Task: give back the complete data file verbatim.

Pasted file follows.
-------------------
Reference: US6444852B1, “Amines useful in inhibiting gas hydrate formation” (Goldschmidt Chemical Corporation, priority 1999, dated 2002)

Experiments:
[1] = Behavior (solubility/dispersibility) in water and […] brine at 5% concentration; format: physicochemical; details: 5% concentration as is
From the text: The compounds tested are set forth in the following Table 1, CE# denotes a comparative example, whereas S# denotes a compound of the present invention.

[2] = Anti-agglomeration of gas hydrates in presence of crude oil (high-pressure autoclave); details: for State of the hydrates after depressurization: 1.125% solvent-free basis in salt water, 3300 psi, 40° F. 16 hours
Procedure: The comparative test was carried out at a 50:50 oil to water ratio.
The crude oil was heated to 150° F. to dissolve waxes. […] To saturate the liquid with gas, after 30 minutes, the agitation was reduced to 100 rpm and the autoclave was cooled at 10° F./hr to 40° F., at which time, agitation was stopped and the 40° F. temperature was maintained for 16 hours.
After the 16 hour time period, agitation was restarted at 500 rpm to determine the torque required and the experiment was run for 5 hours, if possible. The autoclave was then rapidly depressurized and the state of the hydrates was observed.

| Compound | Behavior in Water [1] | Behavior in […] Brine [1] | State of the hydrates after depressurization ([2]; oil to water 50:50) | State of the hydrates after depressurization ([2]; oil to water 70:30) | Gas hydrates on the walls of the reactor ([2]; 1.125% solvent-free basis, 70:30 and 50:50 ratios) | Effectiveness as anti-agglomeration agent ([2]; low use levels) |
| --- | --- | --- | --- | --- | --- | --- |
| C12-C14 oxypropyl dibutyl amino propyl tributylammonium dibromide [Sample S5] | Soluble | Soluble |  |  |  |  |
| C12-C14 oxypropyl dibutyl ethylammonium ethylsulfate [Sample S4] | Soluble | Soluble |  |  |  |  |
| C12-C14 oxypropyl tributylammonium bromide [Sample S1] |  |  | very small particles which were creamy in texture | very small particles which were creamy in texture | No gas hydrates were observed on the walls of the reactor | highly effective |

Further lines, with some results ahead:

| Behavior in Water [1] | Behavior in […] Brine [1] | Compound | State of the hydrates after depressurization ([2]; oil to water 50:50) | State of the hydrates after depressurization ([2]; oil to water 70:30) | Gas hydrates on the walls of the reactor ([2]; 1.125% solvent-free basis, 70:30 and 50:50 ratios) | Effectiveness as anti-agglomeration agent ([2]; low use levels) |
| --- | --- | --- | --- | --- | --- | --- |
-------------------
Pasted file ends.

Reference: US6444852B1, “Amines useful in inhibiting gas hydrate formation” (Goldschmidt Chemical Corporation, priority 1999, dated 2002)

Experiments:
[1] = Behavior (solubility/dispersibility) in water and […] brine at 5% concentration; format: physicochemical; details: 5% concentration as is
From the text: The compounds tested are set forth in the following Table 1, CE# denotes a comparative example, whereas S# denotes a compound of the present invention.

[2] = Anti-agglomeration of gas hydrates in presence of crude oil (high-pressure autoclave); details: for State of the hydrates after depressurization: 1.125% solvent-free basis in salt water, 3300 psi, 40° F. 16 hours
Procedure: The comparative test was carried out at a 50:50 oil to water ratio.
The crude oil was heated to 150° F. to dissolve waxes. […] To saturate the liquid with gas, after 30 minutes, the agitation was reduced to 100 rpm and the autoclave was cooled at 10° F./hr to 40° F., at which time, agitation was stopped and the 40° F. temperature was maintained for 16 hours.
After the 16 hour time period, agitation was restarted at 500 rpm to determine the torque required and the experiment was run for 5 hours, if possible. The autoclave was then rapidly depressurized and the state of the hydrates was observed.

| Compound | Behavior in Water [1] | Behavior in […] Brine [1] | State of the hydrates after depressurization ([2]; oil to water 50:50) | State of the hydrates after depressurization ([2]; oil to water 70:30) | Gas hydrates on the walls of the reactor ([2]; 1.125% solvent-free basis, 70:30 and 50:50 ratios) | Effectiveness as anti-agglomeration agent ([2]; low use levels) |
| --- | --- | --- | --- | --- | --- | --- |
| C12-C14 oxypropyl dibutyl amino propyl tributylammonium dibromide [Sample S5] | Soluble | Soluble |  |  |  |  |
| C12-C14 oxypropyl dibutyl ethylammonium ethylsulfate [Sample S4] | Soluble | Soluble |  |  |  |  |
| C12-C14 oxypropyl tributylammonium bromide [Sample S1] |  |  | very small particles which were creamy in texture | very small particles which were creamy in texture | No gas hydrates were observed on the walls of the reactor | highly effective |

Further lines, with some results ahead:

| Behavior in Water [1] | Behavior in […] Brine [1] | Compound | State of the hydrates after depressurization ([2]; oil to water 50:50) | State of the hydrates after depressurization ([2]; oil to water 70:30) | Gas hydrates on the walls of the reactor ([2]; 1.125% solvent-free basis, 70:30 and 50:50 ratios) | Effectiveness as anti-agglomeration agent ([2]; low use levels) |
| --- | --- | --- | --- | --- | --- | --- |